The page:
– Renee Macartney

    Questions:
    1. How did you get started in the industry?
    2. What moves or inspires you most in life as well as work?
    3. What interests you most about working in photography?
    4. Where is your work based and where has it taken you recently?
    5. What elements of the work bring you the most stress?
    6. What approaches/techniques do you use and what would you consider your
    ‘style’?
    7. Which is more important to you, the subject or the way it is executed?
    8. What does a typical work day look like for you? And how many hours do you
    put in?
    9. With iPhones and tablets now, everyone is a photographer. What do you
    think the future of photography is?
    10. If there is one piece of advice that would be useful for photographers
    starting out, what would that be?

    Again, thank-you for your time. :)

    • Hi Renee, thank you for the questions and I have responded to your questions below. x Karen

      1. How did you get started in the industry?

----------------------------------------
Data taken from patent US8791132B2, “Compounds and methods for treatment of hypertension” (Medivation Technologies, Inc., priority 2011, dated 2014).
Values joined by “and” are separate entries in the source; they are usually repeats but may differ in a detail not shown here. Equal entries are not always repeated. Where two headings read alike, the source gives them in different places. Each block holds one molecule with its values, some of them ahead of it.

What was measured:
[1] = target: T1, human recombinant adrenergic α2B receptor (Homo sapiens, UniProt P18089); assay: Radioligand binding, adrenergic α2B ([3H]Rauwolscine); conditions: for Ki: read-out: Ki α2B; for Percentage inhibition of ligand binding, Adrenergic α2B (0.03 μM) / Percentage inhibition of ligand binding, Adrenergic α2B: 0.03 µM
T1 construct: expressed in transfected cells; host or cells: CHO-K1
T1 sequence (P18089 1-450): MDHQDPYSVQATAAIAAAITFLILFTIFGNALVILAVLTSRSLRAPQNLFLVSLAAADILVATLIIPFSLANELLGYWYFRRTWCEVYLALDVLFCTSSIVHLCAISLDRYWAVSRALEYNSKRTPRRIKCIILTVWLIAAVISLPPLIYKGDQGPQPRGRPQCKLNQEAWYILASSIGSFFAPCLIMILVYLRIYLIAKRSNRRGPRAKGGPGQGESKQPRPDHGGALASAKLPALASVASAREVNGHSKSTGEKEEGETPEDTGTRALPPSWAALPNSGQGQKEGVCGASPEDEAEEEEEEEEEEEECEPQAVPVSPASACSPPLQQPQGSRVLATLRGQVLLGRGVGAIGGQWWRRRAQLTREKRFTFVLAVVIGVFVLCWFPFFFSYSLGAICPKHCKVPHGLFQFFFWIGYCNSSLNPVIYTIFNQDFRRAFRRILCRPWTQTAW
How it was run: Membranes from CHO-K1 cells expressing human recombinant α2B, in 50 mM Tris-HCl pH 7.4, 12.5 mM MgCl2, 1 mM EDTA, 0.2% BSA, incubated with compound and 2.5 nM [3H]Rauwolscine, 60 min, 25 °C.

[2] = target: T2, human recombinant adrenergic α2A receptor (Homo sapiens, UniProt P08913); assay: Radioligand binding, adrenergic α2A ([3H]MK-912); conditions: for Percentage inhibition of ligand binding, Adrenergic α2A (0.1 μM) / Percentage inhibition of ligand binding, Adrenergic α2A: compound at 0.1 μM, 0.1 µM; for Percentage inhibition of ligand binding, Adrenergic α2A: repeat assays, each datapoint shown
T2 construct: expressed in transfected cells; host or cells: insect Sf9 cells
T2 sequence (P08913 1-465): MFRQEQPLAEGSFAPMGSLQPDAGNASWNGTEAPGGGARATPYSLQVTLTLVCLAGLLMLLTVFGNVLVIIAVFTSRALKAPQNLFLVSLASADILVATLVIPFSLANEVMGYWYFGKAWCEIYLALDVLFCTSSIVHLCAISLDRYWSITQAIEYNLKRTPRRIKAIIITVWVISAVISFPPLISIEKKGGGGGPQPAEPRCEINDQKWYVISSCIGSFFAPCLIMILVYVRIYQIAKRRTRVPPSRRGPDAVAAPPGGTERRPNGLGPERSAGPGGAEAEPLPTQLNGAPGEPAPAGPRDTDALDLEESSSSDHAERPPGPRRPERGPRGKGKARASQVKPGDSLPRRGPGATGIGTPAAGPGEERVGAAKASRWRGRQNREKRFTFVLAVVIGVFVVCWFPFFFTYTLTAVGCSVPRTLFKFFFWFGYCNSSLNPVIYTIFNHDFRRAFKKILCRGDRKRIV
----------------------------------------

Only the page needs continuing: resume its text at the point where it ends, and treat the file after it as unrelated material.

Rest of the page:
I initially started out as a Wedding Photographer with my husband as a part-time hobby. Our friends who were getting married at the time asked us to cover their wedding reception, and then we decided to put our work online and see if anyone would book us to be their wedding photographer. Since 2008, our brand Finessence Photography was born and we now own a Wedding & Portrait Photography studio in Canterbury. I first started in fashion photography when I was fortunate to stumble across this vintage fashion boutique called Madam Virtue & Co., and I brought a vintage Chanel bag. After much conversation they invited me to shoot Bryan Boy (he was recently on cycle 20 of America’s Next Top Model) the next day for Melbourne Spring Fashion Week. Bryan Boy is the pioneer of fashion blogging and he was the first blogger to have a Marc Jacobs bag named after him. Therefore it was a huge deal to photograph him, plus he was a lot of fun because he was willing to pull out all these amazing poses. Since then I started photographing street style with Jess Dempsey, Melbourne Fashion Blogger of What Would Karl Do, Cecylia Kee of Cecylia.com, Kimbly Wright of Style Me Yesterday, and then landing many fashion campaign work with big name clients and going to New York Fashion Week